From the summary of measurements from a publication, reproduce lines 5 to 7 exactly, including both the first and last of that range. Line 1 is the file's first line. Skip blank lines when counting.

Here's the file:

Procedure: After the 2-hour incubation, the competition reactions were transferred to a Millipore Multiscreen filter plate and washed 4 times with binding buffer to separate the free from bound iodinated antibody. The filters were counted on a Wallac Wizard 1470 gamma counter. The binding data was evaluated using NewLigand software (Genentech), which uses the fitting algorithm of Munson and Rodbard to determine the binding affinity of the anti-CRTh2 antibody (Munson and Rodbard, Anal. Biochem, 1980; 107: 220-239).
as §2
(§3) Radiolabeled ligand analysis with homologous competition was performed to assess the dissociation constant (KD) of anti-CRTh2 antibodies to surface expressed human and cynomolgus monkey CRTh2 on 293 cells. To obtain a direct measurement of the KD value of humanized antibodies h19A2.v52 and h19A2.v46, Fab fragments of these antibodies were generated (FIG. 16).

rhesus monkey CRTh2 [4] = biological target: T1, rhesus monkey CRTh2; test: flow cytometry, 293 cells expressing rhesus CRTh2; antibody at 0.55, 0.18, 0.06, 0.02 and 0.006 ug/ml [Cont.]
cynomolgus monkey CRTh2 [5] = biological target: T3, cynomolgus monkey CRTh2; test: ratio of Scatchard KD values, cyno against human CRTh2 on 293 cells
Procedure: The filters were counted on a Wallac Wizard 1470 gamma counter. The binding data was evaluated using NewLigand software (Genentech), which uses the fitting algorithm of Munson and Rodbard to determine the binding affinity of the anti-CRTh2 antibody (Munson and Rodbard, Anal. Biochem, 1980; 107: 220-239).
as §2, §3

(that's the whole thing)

cynomolgus monkey CRTh2 [5] = biological target: T3, cynomolgus monkey CRTh2; test: ratio of Scatchard KD values, cyno against human CRTh2 on 293 cells
Procedure: The filters were counted on a Wallac Wizard 1470 gamma counter. The binding data was evaluated using NewLigand software (Genentech), which uses the fitting algorithm of Munson and Rodbard to determine the binding affinity of the anti-CRTh2 antibody (Munson and Rodbard, Anal. Biochem, 1980; 107: 220-239).
as §2, §3